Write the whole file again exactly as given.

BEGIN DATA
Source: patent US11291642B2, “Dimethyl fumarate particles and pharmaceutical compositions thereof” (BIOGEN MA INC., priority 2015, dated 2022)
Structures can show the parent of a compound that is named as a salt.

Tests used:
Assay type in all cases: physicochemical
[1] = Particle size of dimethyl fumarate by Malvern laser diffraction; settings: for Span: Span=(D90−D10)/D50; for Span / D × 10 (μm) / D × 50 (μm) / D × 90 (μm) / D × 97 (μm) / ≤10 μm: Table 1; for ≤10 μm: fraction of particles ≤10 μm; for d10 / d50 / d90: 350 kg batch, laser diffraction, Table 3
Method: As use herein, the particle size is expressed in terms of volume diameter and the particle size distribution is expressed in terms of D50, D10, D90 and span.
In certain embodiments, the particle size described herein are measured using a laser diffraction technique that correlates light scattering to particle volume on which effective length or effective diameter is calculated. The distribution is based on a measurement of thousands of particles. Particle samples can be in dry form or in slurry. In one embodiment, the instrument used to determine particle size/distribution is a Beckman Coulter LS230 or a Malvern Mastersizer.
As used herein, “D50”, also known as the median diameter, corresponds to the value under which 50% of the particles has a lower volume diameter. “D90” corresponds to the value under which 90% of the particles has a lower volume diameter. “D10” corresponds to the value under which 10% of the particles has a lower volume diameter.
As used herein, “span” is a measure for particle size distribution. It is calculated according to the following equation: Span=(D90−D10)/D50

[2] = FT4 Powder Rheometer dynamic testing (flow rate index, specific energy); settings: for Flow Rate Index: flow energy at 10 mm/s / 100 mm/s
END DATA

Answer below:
Source: patent US11291642B2, “Dimethyl fumarate particles and pharmaceutical compositions thereof” (BIOGEN MA INC., priority 2015, dated 2022)
Structures can show the parent of a compound that is named as a salt.

Tests used:
Assay type in all cases: physicochemical
[1] = Particle size of dimethyl fumarate by Malvern laser diffraction; settings: for Span: Span=(D90−D10)/D50; for Span / D × 10 (μm) / D × 50 (μm) / D × 90 (μm) / D × 97 (μm) / ≤10 μm: Table 1; for ≤10 μm: fraction of particles ≤10 μm; for d10 / d50 / d90: 350 kg batch, laser diffraction, Table 3
Method: As use herein, the particle size is expressed in terms of volume diameter and the particle size distribution is expressed in terms of D50, D10, D90 and span.
In certain embodiments, the particle size described herein are measured using a laser diffraction technique that correlates light scattering to particle volume on which effective length or effective diameter is calculated. The distribution is based on a measurement of thousands of particles. Particle samples can be in dry form or in slurry. In one embodiment, the instrument used to determine particle size/distribution is a Beckman Coulter LS230 or a Malvern Mastersizer.
As used herein, “D50”, also known as the median diameter, corresponds to the value under which 50% of the particles has a lower volume diameter. “D90” corresponds to the value under which 90% of the particles has a lower volume diameter. “D10” corresponds to the value under which 10% of the particles has a lower volume diameter.
As used herein, “span” is a measure for particle size distribution. It is calculated according to the following equation: Span=(D90−D10)/D50

[2] = FT4 Powder Rheometer dynamic testing (flow rate index, specific energy); settings: for Flow Rate Index: flow energy at 10 mm/s / 100 mm/s